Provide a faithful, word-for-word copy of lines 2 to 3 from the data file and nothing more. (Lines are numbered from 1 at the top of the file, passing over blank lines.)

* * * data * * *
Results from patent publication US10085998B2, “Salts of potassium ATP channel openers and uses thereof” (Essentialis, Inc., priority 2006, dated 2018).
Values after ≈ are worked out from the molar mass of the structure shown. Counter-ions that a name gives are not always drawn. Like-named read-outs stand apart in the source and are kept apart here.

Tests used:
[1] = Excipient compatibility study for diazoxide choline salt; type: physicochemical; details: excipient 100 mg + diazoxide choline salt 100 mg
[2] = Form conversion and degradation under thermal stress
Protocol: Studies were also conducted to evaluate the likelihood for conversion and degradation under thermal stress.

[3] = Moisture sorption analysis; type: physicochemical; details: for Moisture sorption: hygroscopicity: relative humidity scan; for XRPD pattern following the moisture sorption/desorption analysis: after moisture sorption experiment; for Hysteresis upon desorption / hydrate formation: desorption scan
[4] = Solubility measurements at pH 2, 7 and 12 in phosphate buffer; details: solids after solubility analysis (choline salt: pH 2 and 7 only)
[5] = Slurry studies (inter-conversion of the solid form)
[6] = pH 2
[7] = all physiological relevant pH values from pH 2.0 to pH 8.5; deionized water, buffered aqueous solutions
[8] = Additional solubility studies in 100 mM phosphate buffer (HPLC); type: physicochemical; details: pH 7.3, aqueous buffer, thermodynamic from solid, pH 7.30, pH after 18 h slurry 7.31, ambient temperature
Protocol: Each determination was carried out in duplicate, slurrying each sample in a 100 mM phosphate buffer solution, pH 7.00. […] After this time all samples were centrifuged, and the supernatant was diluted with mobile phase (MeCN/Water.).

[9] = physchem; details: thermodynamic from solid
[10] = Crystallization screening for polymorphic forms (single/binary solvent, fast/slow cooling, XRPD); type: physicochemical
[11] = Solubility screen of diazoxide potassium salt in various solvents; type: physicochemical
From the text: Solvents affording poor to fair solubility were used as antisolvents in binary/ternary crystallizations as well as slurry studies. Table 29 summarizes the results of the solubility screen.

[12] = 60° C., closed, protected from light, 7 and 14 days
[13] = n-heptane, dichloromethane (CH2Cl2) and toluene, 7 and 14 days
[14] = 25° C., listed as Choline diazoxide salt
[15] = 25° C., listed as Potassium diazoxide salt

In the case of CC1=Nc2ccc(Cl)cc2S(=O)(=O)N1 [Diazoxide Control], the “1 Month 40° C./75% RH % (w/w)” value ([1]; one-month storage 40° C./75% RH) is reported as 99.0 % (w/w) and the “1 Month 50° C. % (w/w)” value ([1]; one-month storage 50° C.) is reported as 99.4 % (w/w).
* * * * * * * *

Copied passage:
Values after ≈ are worked out from the molar mass of the structure shown. Counter-ions that a name gives are not always drawn. Like-named read-outs stand apart in the source and are kept apart here.

Tests used: